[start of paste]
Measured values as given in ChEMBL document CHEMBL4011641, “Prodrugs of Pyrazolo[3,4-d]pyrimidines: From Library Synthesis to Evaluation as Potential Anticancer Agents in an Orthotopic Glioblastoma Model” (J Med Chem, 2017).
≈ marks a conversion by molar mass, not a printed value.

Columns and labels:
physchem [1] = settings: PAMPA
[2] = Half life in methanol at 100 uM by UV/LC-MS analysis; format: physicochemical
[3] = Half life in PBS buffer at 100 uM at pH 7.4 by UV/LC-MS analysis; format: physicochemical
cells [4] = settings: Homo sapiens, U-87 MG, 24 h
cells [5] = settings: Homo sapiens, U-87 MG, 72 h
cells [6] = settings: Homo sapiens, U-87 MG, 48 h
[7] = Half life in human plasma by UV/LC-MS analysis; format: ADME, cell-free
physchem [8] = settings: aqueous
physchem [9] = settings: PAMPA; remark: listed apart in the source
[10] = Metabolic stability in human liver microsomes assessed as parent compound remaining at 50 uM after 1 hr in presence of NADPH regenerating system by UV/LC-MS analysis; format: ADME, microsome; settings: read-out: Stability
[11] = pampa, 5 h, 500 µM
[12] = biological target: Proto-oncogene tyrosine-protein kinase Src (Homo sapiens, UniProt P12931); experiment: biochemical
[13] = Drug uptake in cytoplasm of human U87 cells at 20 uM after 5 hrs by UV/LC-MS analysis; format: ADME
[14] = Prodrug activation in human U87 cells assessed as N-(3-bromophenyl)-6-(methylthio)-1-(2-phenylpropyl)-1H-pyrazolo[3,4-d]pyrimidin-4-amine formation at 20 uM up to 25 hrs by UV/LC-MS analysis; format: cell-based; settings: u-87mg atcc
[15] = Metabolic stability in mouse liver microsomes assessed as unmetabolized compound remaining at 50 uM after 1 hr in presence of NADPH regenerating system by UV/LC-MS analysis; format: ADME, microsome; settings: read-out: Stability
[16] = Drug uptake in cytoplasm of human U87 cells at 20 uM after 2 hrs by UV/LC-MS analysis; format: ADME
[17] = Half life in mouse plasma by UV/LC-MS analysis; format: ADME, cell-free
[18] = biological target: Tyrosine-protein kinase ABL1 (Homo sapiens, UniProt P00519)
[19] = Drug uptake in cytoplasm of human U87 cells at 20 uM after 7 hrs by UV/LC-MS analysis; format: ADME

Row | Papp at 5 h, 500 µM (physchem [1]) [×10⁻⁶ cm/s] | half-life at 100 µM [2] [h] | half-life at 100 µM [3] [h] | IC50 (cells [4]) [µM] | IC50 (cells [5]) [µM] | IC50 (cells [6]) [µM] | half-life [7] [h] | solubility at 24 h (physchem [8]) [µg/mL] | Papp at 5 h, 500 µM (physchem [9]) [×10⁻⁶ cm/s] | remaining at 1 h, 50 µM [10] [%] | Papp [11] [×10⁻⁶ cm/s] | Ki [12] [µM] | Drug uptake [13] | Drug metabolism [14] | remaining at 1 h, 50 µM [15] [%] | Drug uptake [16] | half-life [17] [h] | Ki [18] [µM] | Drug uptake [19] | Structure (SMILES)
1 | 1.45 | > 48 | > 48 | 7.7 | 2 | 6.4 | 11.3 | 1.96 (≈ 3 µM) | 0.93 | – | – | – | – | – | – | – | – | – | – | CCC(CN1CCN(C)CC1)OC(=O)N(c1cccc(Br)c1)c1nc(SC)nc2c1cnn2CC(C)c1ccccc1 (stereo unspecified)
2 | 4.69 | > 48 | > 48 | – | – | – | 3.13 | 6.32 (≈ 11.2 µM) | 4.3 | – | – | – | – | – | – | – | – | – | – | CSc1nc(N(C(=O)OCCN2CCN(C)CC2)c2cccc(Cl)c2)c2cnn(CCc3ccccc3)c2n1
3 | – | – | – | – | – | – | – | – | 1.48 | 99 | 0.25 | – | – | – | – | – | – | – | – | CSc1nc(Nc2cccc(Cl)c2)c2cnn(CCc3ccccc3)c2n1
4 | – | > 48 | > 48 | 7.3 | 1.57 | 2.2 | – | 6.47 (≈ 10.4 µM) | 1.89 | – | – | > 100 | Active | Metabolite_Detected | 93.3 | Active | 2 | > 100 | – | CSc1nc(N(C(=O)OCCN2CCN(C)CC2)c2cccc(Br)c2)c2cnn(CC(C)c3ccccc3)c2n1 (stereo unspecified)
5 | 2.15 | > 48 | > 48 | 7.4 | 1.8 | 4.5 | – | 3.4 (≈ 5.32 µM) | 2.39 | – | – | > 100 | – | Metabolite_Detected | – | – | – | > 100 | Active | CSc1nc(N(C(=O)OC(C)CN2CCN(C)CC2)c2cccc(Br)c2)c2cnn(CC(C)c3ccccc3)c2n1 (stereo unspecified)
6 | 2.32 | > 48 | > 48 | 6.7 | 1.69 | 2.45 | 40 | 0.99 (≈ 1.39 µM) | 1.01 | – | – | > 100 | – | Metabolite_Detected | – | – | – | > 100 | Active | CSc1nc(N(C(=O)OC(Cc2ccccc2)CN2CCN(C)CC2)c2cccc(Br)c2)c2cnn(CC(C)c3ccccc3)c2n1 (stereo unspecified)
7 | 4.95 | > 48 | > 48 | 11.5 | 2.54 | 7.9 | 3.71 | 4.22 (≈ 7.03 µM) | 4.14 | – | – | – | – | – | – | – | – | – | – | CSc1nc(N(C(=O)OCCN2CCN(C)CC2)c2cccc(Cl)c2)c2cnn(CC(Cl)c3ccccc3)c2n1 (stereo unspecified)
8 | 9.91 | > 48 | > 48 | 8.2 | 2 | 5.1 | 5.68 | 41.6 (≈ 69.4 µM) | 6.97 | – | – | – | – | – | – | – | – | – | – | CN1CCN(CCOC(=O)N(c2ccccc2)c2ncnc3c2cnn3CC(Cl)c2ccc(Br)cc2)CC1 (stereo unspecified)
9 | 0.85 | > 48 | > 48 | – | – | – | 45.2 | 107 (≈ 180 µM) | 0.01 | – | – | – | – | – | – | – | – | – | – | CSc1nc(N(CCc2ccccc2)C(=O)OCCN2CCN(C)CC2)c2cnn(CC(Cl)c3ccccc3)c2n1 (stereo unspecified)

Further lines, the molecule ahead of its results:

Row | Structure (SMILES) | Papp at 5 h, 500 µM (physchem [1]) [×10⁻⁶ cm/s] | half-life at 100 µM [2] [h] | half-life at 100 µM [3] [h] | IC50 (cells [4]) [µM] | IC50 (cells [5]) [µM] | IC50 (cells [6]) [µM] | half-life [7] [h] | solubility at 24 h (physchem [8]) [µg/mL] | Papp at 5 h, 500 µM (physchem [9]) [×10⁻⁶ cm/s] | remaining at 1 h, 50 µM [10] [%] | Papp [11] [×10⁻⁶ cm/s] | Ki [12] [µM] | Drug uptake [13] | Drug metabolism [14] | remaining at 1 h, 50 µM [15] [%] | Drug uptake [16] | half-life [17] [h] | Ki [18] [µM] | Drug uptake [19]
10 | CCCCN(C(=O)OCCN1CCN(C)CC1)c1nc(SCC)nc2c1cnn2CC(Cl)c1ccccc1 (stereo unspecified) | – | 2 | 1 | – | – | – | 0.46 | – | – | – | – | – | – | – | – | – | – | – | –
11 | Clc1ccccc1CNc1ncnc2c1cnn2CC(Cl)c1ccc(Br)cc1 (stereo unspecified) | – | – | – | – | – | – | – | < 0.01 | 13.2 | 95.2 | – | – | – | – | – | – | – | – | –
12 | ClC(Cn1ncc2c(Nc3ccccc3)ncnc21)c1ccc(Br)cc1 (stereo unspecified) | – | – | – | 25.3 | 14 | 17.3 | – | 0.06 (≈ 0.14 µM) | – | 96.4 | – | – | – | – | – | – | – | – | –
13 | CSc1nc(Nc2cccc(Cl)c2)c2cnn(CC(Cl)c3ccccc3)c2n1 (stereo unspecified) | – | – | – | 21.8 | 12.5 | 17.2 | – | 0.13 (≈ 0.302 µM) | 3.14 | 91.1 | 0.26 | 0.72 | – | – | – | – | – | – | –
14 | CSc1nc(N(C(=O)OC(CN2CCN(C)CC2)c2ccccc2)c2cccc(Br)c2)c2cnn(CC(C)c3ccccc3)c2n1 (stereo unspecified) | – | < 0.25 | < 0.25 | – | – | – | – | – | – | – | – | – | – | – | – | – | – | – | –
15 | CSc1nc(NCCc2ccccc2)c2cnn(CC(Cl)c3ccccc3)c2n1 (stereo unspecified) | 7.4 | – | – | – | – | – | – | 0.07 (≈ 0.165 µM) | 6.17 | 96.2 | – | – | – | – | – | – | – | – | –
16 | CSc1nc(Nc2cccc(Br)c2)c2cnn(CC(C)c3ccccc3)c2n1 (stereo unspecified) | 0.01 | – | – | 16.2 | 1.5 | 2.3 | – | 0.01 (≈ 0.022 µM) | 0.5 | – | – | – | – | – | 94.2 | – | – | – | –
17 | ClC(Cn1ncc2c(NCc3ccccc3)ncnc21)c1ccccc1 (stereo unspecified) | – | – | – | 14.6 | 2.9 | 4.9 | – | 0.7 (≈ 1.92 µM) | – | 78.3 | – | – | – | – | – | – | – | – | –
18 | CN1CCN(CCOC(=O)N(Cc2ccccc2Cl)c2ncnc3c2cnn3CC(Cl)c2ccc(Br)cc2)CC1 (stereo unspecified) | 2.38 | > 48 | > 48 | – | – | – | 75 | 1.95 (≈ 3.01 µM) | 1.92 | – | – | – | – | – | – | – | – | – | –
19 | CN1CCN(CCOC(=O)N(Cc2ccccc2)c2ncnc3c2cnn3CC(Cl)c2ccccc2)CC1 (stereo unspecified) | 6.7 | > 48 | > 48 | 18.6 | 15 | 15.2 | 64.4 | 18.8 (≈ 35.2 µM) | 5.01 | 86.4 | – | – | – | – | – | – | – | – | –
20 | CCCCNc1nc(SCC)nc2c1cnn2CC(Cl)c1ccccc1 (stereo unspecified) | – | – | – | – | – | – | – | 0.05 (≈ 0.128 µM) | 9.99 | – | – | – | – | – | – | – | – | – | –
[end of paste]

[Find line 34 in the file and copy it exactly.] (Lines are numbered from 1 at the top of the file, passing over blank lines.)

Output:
Row | Structure (SMILES) | Papp at 5 h, 500 µM (physchem [1]) [×10⁻⁶ cm/s] | half-life at 100 µM [2] [h] | half-life at 100 µM [3] [h] | IC50 (cells [4]) [µM] | IC50 (cells [5]) [µM] | IC50 (cells [6]) [µM] | half-life [7] [h] | solubility at 24 h (physchem [8]) [µg/mL] | Papp at 5 h, 500 µM (physchem [9]) [×10⁻⁶ cm/s] | remaining at 1 h, 50 µM [10] [%] | Papp [11] [×10⁻⁶ cm/s] | Ki [12] [µM] | Drug uptake [13] | Drug metabolism [14] | remaining at 1 h, 50 µM [15] [%] | Drug uptake [16] | half-life [17] [h] | Ki [18] [µM] | Drug uptake [19]